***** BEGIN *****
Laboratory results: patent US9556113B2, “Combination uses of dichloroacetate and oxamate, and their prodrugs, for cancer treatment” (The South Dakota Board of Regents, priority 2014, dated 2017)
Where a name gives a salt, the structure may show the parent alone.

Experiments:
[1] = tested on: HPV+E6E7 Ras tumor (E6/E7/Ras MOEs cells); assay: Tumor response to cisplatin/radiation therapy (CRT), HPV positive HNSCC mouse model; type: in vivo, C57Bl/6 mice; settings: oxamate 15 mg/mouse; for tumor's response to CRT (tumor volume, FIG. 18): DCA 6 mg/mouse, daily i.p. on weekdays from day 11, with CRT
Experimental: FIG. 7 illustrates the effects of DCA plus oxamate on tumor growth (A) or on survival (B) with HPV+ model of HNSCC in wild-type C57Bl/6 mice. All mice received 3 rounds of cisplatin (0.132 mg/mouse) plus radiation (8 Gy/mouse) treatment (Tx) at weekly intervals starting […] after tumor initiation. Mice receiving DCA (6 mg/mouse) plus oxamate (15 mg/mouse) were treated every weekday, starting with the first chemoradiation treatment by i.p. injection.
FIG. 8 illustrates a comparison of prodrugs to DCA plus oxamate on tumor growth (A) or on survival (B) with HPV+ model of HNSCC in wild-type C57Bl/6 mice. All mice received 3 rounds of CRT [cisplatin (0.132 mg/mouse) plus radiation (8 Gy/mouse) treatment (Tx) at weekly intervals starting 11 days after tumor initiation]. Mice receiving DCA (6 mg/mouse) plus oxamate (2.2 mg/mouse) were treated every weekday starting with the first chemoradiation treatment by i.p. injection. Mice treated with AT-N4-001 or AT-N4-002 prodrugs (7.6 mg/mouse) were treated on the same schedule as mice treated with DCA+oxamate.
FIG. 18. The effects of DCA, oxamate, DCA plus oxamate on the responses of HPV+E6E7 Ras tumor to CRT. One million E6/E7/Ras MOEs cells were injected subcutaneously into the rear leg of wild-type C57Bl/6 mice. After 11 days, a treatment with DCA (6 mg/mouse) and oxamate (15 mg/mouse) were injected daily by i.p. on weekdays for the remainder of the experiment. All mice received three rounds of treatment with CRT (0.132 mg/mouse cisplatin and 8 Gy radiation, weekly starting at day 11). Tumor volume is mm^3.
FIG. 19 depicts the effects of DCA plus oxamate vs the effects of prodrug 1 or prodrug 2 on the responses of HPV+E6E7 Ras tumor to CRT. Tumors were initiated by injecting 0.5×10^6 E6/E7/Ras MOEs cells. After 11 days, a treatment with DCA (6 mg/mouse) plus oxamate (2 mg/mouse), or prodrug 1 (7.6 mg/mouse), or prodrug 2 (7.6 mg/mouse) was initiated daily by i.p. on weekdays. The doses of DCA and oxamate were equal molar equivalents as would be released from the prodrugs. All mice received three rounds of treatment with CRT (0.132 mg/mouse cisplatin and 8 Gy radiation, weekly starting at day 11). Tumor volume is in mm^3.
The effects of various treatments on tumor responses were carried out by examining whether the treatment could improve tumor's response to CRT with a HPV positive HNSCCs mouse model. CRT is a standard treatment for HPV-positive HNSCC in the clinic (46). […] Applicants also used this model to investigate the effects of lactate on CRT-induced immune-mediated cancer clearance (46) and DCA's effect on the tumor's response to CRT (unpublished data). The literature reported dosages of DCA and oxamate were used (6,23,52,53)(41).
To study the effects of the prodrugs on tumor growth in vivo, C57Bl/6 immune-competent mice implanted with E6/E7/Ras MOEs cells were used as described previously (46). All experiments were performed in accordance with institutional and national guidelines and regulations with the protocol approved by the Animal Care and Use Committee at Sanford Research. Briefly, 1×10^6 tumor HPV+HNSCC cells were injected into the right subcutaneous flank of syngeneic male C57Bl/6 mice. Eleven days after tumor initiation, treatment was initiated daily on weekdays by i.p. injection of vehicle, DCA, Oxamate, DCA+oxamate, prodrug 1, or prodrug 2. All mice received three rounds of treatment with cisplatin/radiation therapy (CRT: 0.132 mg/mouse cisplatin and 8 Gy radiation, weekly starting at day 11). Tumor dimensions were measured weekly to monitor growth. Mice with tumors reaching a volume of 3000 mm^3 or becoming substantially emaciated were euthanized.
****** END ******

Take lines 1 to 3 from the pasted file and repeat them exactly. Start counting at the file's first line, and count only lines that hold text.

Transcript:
Laboratory results: patent US9556113B2, “Combination uses of dichloroacetate and oxamate, and their prodrugs, for cancer treatment” (The South Dakota Board of Regents, priority 2014, dated 2017)
Where a name gives a salt, the structure may show the parent alone.

Experiments: